Swapping selection for value turns out not to be much of a tradeoff. Customers may think they want variety, but in reality too many options can lead to shopping paralysis. “People are worried they’ll regret the choice they made,” says Barry Schwartz, a Swarthmore professor and author of The Paradox of Choice. “People don’t want to feel they made a mistake.” Studies have found that buyers enjoy purchases more if they know the pool of options isn’t quite so large. Trader Joe’s organic creamy unsalted peanut butter will be more satisfying if there are only nine other peanut butters a shopper might have purchased instead of 39. Having a wide selection may help get customers in the store, but it won’t increase the chances they’ll buy. (It also explains why so often people are on their cellphones at the supermarket asking their significant other which detergent to get.) “It takes them out of the purchasing process and puts them into a decision-making process,” explains Stew Leonard Jr., CEO of grocer Stew Leonard’s, which also subscribes to the “less is more” mantra.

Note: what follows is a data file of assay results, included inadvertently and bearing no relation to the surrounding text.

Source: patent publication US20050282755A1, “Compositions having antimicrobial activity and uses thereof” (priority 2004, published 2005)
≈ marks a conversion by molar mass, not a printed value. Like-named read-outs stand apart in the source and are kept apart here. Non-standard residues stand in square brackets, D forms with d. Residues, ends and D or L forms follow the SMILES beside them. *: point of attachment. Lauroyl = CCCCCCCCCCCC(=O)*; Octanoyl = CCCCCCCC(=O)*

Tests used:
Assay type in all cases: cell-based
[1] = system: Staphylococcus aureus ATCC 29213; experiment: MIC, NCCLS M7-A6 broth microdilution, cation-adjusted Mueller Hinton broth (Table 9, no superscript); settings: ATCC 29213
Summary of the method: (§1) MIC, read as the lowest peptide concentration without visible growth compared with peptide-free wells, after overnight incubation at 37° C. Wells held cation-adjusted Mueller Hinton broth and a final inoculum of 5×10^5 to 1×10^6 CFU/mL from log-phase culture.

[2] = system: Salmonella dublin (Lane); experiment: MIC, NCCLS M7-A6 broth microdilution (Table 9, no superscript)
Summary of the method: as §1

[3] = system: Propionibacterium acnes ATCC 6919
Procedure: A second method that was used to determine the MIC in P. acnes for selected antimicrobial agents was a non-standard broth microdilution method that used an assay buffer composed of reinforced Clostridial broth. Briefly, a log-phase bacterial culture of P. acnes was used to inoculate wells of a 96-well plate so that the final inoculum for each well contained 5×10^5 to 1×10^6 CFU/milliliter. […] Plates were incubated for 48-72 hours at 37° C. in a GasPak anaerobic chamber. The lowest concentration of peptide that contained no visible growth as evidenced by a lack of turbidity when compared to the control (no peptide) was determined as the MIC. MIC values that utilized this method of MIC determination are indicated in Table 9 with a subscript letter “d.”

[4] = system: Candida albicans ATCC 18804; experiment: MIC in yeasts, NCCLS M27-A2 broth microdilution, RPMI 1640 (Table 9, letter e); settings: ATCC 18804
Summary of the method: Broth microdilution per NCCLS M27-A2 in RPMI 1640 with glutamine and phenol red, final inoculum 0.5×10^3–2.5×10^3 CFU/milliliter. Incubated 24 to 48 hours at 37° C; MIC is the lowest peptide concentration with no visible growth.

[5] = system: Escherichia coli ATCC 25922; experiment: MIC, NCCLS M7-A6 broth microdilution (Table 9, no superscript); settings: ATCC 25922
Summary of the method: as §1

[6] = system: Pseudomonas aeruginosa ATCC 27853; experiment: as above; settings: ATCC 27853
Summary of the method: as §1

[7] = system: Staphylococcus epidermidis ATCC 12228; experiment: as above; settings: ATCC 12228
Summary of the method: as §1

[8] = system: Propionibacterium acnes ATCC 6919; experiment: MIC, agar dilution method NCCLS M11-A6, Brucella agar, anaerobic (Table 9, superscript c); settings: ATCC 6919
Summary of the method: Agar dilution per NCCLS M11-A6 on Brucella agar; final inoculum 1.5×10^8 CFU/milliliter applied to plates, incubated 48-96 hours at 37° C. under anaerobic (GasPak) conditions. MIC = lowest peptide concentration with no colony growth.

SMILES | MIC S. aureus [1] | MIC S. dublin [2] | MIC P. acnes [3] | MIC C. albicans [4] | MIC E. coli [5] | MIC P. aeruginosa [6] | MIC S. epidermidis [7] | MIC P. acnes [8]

I really like Trader Joe. Too bad there isn’t one in Toronto.
Now, one of the funny thing was that whenever I am at a Trader Joe, I never really notice that it wasn’t a fully stocked supermarket. Yeah, something in the small part of my brain sets off that … “where do they put the sponges?” … but, y’know what? Not really. It was just so cool.
Besides, who really needs 40 different types of peanut butter? Looks like freedom of choice is becoming a marketing mistake.